As for other chemistries. If you trickle charge nimh/nicd/lead (or your charger performs a fast charge then drops back to a trickle) you are balancing them.

Nigel R08/07/2020 10:42:32
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Posted by Tim Kearsley on 07/07/2020 16:46:41:

In my own case, I partially discharged the over-charged battery and then balanced it and finally re-charged. I have to say that it seems absolutely fine and in fact powered a model for a decent flight this morning. I checked the cell Voltages after the flight and all were within 0.01V of each other.

I've always, in my ignorance, balance-charged, every single time, because I didn't see any disadvantage.

Your pack is most likely perfectly ok.

Cell damage is a function of both time, and amount of overcharge (or discharge). So if you get in there quick and bring it back to normal levels any damage will be minimal.

Posted by Tim Kearsley on 07/07/2020 16:46:41:

I've always, in my ignorance, balance-charged, every single time, because I didn't see any disadvantage.

You were doing it right. Lifespan and performance is maximised with balancing.

I would suggest, charge somewhere "fire safe", just in case.

If the charger starts making mistakes with the packs, either fix or replace it.

Phil Green08/07/2020 10:44:44
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I'd go further than that LHF, I would have hoped that on a public forum, mods would remove dangerous advice.
Precise equality of cell voltages isnt important but balance charging keeps each cell between two critical voltages, one of which concerns the life of the cell, and the other the life of the owner.

Wingman08/07/2020 10:55:03
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Yep BALANCE CHARGE AT ALL TIMES - No ifs no buts no maybes - anyone who says otherwise is talking out of their proverbial or is willfully attempting to discredit LiPo use.

Tim Kearsley08/07/2020 11:12:02
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Whoa, I didn't intend to start any arguments!

I don't dispute the necessity to keep the cells in a LiPo pack balanced, and indeed, as I said, that's what I always do. But can you not see the danger that Andy pointed out a couple of weeks ago, and which I encountered? If you have a poor connection somewhere in the chain of connections between the charger balancing circuit and the connections to the LiPo battery, resulting in the balancing circuit seeing a falsely low Voltage on a cell, then it will potentially overcharge that cell. It's the only explanation I have for my own circumstance, where a cell ended up at 4.34V. The charger (a Graupner Ultra Duo Plus 60) has performed faultlessly since.

For what it's worth, my own view is that I will continue to balance charge every time, but having seen with my own eyes that overcharging can happen I will be even more cautious!

Tim.

 

Edited By Tim Kearsley on 08/07/2020 11:17:13

David Hall 908/07/2020 11:23:12
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Please excuse my ignorance, but doesn't a LiPo battery charge to it's limit as determined by its chemistry, then generates heat rather than excess charge?

I'm puzzled how this LiPo battery charged to 4.34v and then appeared to hold that charge.

Phil Green08/07/2020 11:23:13
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Posted by Tim Kearsley on 08/07/2020 11:12:02:

... a cell ended up at 4.34V. The charger (a Graupner Ultra Duo Plus 60)

Just an observation, thats the LiHv terminal voltage. I dont know that charger, could it have been set wrongly?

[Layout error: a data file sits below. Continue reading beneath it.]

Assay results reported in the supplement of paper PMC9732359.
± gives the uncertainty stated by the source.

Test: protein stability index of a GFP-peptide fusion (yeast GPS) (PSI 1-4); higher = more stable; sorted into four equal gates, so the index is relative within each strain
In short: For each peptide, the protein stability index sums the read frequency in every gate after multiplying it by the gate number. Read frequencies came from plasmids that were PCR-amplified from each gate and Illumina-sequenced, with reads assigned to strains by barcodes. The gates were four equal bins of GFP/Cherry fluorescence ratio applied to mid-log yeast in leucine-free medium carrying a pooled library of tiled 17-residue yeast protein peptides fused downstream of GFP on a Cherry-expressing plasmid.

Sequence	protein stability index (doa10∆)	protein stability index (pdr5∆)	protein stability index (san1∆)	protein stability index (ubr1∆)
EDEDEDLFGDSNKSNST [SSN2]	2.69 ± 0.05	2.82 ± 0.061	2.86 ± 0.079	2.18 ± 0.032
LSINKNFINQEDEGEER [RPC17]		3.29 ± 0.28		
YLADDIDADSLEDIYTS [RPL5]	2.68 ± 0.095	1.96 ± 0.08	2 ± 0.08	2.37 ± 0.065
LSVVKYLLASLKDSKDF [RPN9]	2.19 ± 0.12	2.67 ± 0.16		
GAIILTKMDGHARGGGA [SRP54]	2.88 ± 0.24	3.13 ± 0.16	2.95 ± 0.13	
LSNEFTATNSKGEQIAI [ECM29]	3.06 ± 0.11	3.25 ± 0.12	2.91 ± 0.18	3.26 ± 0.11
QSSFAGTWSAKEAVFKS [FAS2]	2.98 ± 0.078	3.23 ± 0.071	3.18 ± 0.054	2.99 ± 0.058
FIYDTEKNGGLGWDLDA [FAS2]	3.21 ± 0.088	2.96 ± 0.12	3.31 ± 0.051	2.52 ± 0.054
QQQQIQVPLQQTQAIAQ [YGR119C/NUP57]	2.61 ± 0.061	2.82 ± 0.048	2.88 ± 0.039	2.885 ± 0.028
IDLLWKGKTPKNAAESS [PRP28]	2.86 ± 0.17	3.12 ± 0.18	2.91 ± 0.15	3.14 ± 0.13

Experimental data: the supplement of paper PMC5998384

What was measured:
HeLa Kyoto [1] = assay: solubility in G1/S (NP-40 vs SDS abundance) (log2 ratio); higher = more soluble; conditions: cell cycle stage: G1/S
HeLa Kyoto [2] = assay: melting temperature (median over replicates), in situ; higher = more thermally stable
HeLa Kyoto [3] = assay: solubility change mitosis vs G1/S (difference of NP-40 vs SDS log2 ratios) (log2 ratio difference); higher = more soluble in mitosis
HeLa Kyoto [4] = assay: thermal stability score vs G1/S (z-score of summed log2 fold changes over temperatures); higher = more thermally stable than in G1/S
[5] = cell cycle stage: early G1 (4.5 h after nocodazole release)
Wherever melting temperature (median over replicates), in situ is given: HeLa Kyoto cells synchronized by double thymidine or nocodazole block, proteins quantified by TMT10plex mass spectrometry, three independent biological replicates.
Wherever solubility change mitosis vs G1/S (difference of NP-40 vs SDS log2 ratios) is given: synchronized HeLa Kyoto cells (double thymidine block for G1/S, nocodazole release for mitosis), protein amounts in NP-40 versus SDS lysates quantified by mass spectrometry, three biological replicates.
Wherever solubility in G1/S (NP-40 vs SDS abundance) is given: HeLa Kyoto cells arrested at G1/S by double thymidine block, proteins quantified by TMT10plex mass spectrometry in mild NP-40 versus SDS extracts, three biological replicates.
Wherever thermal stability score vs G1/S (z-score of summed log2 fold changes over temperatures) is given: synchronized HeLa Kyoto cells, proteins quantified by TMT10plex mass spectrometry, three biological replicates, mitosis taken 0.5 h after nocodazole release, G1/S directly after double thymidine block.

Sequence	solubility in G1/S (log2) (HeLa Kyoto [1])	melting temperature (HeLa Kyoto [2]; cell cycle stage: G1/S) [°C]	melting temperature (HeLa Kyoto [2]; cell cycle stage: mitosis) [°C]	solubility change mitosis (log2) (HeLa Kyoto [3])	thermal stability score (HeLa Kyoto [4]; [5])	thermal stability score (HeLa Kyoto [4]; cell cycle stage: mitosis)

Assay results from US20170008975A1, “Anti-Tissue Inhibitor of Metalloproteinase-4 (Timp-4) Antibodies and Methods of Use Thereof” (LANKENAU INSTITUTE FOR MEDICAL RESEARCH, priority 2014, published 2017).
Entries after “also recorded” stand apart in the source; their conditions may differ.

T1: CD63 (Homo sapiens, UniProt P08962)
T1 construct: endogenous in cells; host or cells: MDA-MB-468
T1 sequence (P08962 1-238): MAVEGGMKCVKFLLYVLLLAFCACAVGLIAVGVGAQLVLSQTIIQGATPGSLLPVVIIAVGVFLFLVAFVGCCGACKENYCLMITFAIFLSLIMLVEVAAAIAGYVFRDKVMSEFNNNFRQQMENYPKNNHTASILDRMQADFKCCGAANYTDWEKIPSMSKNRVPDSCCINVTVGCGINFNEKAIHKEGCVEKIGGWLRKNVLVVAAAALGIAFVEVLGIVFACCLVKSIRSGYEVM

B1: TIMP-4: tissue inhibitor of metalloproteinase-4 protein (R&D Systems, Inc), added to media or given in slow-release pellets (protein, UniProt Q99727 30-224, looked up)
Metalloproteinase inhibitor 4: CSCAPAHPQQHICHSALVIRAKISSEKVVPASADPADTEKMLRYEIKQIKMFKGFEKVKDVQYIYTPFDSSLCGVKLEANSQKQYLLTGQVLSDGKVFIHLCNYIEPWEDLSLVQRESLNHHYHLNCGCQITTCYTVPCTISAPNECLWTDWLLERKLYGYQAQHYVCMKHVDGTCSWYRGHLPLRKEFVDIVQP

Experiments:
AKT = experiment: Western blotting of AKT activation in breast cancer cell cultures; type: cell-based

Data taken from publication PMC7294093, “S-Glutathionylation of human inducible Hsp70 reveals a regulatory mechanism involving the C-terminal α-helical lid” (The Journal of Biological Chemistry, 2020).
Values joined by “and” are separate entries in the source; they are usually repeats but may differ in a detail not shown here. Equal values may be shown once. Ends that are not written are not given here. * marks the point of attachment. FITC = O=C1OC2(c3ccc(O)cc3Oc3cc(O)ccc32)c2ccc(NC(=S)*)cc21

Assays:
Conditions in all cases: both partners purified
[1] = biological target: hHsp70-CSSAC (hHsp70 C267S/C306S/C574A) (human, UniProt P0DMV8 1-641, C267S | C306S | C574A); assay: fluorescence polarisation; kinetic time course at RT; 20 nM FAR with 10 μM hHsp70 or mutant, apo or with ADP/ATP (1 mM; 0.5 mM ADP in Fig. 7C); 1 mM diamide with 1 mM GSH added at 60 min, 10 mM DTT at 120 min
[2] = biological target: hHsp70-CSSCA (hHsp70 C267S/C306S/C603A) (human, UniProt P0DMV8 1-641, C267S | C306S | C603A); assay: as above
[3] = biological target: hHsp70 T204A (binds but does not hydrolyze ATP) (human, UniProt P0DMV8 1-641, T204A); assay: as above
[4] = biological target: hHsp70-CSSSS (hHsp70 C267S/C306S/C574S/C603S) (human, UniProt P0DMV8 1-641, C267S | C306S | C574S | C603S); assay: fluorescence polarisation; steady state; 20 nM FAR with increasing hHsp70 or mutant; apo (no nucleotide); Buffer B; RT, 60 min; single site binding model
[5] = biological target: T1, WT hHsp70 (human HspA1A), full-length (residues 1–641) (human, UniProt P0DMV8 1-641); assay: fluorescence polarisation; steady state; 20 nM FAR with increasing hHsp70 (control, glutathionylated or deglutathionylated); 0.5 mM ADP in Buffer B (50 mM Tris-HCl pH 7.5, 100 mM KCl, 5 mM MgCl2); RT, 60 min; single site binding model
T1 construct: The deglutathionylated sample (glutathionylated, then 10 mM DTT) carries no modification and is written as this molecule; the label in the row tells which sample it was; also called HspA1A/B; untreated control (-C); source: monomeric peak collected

Edit: sorry I just checked, that charger doesnt do LiHv. 

 

Edited By Phil Green on 08/07/2020 11:30:05

Allan Bennett08/07/2020 11:27:16
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I've been following this thread, and wondering how a balance-charger could let one cell get so far beyond 4.20v. I understand that a bad connection in the balance lead could perhaps fool a cheap charger, but surely the added resistance would have less effect on the cell voltage seen by the charger when it gets to the reduced-current CV stage of the charge? In fact, if one were able to read the voltage without drawing any current, the voltage should be the same with or without extra resistance in the connection. Modern electronics should be almost able to achieve that, in which case the charger should have been able to do something about it -- either an error message and charging stopped, or discharging the cell to balance with the others.

I know that my PL-8 charger is quite annoying at times for stopping the charge within a minute or so of starting, if it detects any fault in the connections. I shall continue to balance-charge every time.

Tim Kearsley08/07/2020 11:28:08
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Posted by Phil Green on 08/07/2020 11:23:13:
Posted by Tim Kearsley on 08/07/2020 11:12:02:

... a cell ended up at 4.34V. The charger (a Graupner Ultra Duo Plus 60)

Thats the LiHv terminal voltage. Is it possible the charger have been set wrongly?

No, Phil, I can 100% guarantee that the charger was set correctly. I use a set of preset values of battery chemistry, no. of cells and capacity (mAh) stored in the charger's memories. Additionally, I do always check that the values are correct before I hit the button to start charging.

Tim.

Tim Kearsley08/07/2020 11:41:17
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I should add, out of interest, that when I tried to use the same Graupner charger to either balance or discharge the pack it refused because of the high cell Voltage! The only way I could proceed was to partially discharge it by connecting ONLY the main power leads (no balance lead connection) and then balance and finally charge as normal.

Tim.

P.S. - The pack, by the way, is a Turnigy Graphene 4S, 1800 mAh 65C.

Nigel R08/07/2020 11:54:39
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Posted by David Hall 9 on 08/07/2020 11:23:12:

Please excuse my ignorance, but doesn't a LiPo battery charge to it's limit as determined by its chemistry, then generates heat rather than excess charge?

No, they just keep on going. Hence why you never trickle charge lithium.

The limit is a level applied by the charger.

The limit itself is a trade off between desired cell life and total energy stored for a single charge cycle.